Last week, I went to visit my mother with Re. Once there, he told me he wanted to stay on for a hundred days.
I did a quick mental somersault and tried not to look excited. I was already plotting what to do for the next 100 hours. This sounded like a dream come true. I was going to be child-free for the next few days (hopefully). I was finally going to be a girl alone! Was this for real?
I made a hasty exit from my mother’s house before he changed his mind. I was not even careful to conceal my excitement. I have never driven so fast in my life. I was high on freedom. I couldn’t wait to spend the rest of the week with me!
First, I went on a sleep overdrive. I never realised I was such a deep sleeper until this week. I didn’t even know I missed sleep so much. I didn’t know that given a chance, I could dream in the afternoons too.
You are told you will lose a part of yourself when you become a mother. So you lose yourself. Then you are told you probably won’t be able to do all the things you’re used to doing. So you stop all the things you had fun doing, things that defined you, that made you you. You are told you will be transformed by this experience in ways you could never imagine and no one could ever accurately describe to you. You start looking for your halo. A few years later, you find there is none. It was never meant to be. And there are no motherhood rehabilitation centres. It’s as though losing yourself was just a rite of passage of becoming a mother.
I knew motherhood wouldn’t be easy, but I had no idea just how hard it would be. And sadly, the wisdom of motherhood doesn’t came attached with a pair of ovaries. Most of us are still fumbling around, doing things by trial and error, because the books are rubbish anyway. What they call ‘instinct’ is things you figure out as you go along. Some of the changes were absolutely not okay with me but it was up to me to renegotiate my way back into the world.
The good thing was, like most things in life I could do motherhood in moderation. There were days when I felt so much love for Re that I felt I needed little else. There were days when I missed the me I was so much that I felt Re was getting in the way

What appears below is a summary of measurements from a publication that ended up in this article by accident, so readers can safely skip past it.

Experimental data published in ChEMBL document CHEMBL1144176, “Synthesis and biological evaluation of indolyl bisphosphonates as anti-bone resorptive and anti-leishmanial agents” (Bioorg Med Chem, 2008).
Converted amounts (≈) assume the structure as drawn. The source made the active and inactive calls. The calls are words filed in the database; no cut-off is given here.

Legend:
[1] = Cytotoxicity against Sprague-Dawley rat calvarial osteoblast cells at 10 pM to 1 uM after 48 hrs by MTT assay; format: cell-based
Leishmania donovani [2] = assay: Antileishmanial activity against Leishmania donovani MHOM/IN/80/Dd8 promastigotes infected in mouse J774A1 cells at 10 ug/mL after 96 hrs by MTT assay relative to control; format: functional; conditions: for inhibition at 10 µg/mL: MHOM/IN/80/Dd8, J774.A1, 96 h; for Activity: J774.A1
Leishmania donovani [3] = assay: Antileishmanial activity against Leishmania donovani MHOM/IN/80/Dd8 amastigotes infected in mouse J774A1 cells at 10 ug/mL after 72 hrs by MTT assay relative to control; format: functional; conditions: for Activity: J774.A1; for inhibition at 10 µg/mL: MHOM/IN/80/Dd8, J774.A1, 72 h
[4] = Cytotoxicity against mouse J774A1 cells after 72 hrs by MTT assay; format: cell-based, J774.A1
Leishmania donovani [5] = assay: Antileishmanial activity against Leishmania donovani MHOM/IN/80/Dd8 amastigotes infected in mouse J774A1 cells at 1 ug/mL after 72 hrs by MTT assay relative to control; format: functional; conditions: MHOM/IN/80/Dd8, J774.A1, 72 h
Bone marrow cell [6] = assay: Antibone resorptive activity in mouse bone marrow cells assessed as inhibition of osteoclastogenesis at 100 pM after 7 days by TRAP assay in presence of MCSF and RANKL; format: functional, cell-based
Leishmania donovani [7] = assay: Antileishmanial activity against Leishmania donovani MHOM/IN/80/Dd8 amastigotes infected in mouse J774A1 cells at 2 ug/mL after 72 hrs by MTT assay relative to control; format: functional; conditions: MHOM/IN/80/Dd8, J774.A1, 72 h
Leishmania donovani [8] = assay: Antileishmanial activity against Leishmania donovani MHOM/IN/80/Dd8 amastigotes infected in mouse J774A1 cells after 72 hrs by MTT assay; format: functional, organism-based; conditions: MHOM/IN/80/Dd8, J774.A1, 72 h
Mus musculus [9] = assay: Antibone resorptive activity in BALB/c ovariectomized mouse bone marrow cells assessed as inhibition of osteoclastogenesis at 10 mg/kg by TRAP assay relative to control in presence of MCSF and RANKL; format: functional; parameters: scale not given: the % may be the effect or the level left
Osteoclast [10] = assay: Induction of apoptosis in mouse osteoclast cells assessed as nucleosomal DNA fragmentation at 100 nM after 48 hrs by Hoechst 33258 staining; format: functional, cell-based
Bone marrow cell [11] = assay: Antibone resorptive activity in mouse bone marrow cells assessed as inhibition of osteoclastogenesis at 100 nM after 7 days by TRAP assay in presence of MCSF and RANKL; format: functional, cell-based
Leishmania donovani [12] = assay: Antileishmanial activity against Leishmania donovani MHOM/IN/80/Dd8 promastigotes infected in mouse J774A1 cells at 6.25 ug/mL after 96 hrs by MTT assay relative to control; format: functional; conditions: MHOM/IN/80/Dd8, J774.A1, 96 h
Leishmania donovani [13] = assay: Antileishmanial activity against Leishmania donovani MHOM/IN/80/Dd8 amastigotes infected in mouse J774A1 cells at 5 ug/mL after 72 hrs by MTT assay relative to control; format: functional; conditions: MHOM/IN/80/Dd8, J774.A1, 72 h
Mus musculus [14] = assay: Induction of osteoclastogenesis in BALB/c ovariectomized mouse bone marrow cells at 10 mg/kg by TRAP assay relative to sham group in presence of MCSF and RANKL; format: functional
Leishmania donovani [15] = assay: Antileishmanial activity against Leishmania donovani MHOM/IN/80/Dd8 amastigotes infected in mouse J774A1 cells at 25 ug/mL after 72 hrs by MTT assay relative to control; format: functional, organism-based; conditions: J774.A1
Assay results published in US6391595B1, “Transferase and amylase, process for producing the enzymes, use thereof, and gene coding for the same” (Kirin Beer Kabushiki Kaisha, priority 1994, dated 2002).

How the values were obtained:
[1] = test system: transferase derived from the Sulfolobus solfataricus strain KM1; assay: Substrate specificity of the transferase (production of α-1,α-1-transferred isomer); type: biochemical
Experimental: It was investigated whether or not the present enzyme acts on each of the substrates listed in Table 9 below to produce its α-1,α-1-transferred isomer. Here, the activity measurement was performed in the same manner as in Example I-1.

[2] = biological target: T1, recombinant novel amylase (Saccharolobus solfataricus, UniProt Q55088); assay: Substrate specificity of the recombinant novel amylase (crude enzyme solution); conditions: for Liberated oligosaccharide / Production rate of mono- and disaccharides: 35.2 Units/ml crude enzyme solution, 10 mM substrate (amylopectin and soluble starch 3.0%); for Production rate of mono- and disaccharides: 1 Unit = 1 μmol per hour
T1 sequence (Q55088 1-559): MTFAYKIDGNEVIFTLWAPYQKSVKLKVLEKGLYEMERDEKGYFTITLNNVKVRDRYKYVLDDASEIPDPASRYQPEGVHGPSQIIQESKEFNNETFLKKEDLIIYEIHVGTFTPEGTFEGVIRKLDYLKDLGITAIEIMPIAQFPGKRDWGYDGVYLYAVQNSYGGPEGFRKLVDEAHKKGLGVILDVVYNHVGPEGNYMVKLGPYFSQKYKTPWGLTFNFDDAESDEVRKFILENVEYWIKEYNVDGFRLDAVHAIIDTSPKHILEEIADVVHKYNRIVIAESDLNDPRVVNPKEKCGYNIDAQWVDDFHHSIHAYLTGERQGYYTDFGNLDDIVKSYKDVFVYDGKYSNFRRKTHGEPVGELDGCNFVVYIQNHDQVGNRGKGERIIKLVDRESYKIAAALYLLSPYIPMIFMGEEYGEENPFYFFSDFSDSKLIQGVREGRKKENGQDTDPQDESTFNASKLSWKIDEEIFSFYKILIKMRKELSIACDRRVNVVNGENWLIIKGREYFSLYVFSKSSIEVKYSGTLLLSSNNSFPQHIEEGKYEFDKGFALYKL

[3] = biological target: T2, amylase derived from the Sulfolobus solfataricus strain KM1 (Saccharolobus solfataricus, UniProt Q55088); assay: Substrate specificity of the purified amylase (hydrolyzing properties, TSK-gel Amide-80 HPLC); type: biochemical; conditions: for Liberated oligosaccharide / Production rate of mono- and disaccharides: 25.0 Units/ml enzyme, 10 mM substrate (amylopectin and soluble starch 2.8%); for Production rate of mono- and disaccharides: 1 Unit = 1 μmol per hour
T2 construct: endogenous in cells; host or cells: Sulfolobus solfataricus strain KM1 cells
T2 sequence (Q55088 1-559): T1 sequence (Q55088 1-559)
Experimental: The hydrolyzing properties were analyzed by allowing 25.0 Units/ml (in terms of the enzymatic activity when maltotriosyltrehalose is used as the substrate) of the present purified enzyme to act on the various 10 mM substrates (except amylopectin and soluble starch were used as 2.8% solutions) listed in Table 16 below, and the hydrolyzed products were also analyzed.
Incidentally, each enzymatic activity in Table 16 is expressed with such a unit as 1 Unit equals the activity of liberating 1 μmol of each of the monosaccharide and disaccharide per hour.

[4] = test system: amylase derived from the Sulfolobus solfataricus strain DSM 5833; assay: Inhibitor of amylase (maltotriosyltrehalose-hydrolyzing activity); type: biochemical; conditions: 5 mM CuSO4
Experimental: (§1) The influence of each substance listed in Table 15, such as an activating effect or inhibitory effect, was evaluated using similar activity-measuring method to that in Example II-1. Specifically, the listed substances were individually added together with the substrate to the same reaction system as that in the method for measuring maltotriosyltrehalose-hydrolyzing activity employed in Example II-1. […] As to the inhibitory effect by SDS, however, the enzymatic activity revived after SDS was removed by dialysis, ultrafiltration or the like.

I was a get up and go woman. I quit jobs, I found jobs. I quit careers, I found careers. I quit men, I found men. I always went travelling in between. Sometimes I even travelled alone.
No, even the all-encompassing love for my child never made me lose sight of the woman I was. I was constantly rearranging my life so that the self-respecting feminist, the loving mother and the ambitious writer could coexist. It was hard. It still is.
When women say motherhood changed them, the danger is that sometimes the change makes them unrecognizable. Few mothers have the time and self-love to indulge in contemplations and machinations of selfhood. Most days they play a false version of their true depleted self, keeping others at a distance, saying only what is expected from a mother: “I’m thrilled, it’s amazing, such an incredible journey, I’m loving every second of it.” I did it too. I did the blissed out new mother dance for a while, while a little bit of my selfhood got obliterated. Fortunately I was totally and completely aware of it when it was happening. I realized motherhood couldn’t complete me. Only I could.
I realised Re deserves better. He deserves the fuller, happier version of his mother. His mother, the reader. The writer. The feminist. The traveller.
Unlike most women, I am unafraid in mother-love. I don’t worry over Re growing into a teen, a man, having to make choices and mistakes, feeling confusion, anger, sorrow, regret. I don’t dread his heartbreaks. I don’t pre-mourn his future disappointments, injuries, illnesses, and setbacks.
Now, after five years of making difficult choices, negotiating day in and day out, there is still a lot left of me. I am raring to go, write more books, write fiction, write for children, do new things with my life, travel, teach, perhaps even study. Mother-love was not enough for me to feel me. I needed more, and I went after it. That was the only way I could retain my selfhood. That’s the only way I want Re to remember me when I’m gone. Not someone who lost herself in him.
(This post first appeared as my column in Pune Mirror on 16th Feb, 2015)